Your utility bills are likely just one of many different types of bills that you pay each month. But what exactly counts as a utility bill, and can it affect your credit score? We have the answers.
What counts as a utility bill?
‘Utility bills’ is a broad name for bills from companies or service providers to a homeowner. They are basically common recurring expenses for services or utilities that support the running of a household. The most common utility bills are:
- Water and sewage
- Home phone
- Mobile phone
Most households pay on a monthly basis for most if not all of these services or utilities.
Do utility bills affect my credit score?
Utility service providers have different standards when it comes to reporting information to credit reference agencies.
But generally, utility bill accounts are not regarded as credit accounts. So, if you make your payments on time, you will probably never see them on your report.
However, the situation might be different if you miss or make late payments. In such cases, some providers may report you to credit reference agencies.
Furthermore, if you owe a particular utility provider money and do not pay it, they may decide to take legal action, which may result in a default or a county court judgment. This will almost certainly appear on your credit report and may have a negative impact on your credit score.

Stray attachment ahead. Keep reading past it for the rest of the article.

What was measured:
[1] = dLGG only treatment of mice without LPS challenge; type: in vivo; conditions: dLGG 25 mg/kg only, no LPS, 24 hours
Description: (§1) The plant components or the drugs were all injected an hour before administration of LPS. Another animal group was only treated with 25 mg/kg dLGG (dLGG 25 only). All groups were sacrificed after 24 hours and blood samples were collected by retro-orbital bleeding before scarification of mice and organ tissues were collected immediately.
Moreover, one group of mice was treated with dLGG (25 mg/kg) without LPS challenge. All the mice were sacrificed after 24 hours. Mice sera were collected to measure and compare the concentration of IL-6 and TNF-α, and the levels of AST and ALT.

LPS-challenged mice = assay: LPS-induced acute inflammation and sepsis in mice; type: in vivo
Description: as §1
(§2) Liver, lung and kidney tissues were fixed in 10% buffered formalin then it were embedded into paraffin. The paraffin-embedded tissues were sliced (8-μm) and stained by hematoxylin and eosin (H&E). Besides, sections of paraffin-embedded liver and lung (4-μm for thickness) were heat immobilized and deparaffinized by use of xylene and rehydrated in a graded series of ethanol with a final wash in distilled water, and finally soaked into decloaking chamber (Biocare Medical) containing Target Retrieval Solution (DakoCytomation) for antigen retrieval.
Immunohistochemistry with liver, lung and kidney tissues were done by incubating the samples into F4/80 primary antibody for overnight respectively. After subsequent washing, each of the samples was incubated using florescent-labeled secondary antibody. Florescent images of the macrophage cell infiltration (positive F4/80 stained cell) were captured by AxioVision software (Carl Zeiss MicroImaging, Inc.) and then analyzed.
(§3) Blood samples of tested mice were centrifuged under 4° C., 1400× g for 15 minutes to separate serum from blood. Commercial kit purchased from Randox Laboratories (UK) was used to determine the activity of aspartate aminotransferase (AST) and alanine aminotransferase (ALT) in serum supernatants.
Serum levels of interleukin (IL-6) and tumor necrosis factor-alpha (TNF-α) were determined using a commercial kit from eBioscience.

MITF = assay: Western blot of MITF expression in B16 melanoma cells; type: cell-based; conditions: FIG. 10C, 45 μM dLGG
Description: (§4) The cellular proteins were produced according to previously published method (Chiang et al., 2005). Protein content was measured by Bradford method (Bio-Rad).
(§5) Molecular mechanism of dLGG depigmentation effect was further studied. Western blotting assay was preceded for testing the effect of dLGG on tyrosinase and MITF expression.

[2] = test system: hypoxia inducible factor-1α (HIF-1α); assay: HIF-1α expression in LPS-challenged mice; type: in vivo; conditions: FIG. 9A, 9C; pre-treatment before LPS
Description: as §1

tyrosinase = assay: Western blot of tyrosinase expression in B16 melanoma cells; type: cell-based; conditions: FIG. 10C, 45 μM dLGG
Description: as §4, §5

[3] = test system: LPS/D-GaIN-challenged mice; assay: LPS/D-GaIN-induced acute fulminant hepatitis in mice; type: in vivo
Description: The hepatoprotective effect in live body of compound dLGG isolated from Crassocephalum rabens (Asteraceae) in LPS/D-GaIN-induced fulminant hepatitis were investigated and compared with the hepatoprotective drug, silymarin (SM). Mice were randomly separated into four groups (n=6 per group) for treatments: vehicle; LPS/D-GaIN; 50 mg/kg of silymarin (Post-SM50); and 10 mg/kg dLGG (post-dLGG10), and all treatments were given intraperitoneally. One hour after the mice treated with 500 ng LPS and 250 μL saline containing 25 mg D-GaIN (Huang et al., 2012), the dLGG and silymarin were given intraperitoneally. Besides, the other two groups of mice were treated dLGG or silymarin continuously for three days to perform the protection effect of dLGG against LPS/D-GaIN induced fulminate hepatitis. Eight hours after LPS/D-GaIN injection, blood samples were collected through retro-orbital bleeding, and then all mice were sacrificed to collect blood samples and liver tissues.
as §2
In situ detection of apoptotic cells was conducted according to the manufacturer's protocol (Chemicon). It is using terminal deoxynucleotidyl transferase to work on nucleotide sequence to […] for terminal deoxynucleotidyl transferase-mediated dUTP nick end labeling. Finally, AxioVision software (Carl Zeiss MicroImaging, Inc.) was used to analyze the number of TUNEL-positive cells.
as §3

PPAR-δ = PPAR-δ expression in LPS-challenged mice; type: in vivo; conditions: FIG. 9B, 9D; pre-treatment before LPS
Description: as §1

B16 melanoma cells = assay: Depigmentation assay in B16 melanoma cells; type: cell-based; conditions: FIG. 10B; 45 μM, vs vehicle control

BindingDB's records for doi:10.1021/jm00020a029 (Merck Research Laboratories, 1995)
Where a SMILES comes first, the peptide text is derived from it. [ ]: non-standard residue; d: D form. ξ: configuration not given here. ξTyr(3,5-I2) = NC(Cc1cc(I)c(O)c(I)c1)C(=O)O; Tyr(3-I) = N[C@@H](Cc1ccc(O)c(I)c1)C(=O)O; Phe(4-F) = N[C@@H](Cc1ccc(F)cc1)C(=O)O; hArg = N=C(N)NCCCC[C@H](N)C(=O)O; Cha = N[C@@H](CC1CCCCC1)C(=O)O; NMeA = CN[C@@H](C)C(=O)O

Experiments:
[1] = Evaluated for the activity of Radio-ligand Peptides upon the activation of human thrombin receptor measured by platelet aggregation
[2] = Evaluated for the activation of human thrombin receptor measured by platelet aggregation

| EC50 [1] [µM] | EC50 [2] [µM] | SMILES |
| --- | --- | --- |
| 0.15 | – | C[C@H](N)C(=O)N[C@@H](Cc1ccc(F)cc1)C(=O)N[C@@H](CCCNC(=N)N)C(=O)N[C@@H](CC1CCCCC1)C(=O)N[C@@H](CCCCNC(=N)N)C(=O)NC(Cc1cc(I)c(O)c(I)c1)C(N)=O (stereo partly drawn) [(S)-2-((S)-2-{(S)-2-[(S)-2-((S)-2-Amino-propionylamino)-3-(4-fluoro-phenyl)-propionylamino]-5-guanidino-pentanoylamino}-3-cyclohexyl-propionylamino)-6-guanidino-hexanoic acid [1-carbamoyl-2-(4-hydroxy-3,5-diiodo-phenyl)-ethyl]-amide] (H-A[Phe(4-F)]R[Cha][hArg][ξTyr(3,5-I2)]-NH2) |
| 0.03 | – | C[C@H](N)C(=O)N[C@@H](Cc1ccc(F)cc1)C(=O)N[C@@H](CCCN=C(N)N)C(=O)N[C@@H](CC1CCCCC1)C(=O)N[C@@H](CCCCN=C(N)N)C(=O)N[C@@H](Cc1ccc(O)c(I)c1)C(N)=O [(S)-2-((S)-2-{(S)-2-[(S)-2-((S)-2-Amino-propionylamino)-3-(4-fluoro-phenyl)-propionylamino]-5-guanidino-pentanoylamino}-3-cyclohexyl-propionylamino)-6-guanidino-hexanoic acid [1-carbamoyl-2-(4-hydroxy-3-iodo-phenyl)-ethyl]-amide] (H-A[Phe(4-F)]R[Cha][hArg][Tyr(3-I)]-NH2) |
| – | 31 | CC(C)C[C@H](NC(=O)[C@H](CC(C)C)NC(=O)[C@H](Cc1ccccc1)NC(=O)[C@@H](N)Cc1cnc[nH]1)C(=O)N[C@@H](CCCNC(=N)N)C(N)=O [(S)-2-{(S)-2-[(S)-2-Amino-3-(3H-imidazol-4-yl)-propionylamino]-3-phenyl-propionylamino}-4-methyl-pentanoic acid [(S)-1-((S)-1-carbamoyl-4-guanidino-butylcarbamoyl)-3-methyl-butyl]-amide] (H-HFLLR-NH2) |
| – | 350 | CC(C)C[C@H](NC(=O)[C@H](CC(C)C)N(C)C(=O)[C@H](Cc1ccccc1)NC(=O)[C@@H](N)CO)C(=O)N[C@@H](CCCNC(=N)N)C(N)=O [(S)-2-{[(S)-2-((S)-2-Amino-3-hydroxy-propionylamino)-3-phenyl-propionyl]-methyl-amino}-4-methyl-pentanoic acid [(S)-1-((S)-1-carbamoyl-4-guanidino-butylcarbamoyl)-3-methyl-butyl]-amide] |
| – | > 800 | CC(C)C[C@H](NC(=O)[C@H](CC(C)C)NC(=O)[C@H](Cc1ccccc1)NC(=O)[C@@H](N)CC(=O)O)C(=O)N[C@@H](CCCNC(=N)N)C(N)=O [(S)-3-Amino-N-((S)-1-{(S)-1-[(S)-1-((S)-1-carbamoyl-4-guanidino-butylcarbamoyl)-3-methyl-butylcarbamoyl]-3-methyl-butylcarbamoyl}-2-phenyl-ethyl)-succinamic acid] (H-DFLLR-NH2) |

The exact details passed to credit reference agencies will depend on your utility provider. Moreover, credit reference agencies will process your utility bill information differently when it comes to compiling your credit score.
The best way to find out what is affecting your credit score is to request a copy of your credit report and review it. You are entitled to one free report every year from each of the three major credit reference agencies in the UK (Experian, Equifax and TransUnion).
How can I stay on top of my utility bills?
Regardless of whether your information is passed to credit agencies or not, it’s important to stay on top of your bills. If you are currently having difficulty paying your bills, there are things you can do to manage the situation.
The first step is to contact your current provider. Together, you can come up with a solution, such as a new and affordable payment plan or schedule.
Next, look for ways of cutting back on the use of utilities like electricity and gas. For inspiration, check out our tips on how to save money on electricity and gas.
If your contract with a particular provider is coming to an end, consider shopping around to see if there are any other providers with better rates available. Switching providers could potentially save you hundreds of pounds every year on utility bills.
The impact of utility bills on your credit score will depend on what your provider reports to credit reference agencies. The best deterrent to these bills negatively affecting your score is to always pay them in full and on time.
If your credit score isn’t in the best shape right now, take a look at our tips on how to improve it.
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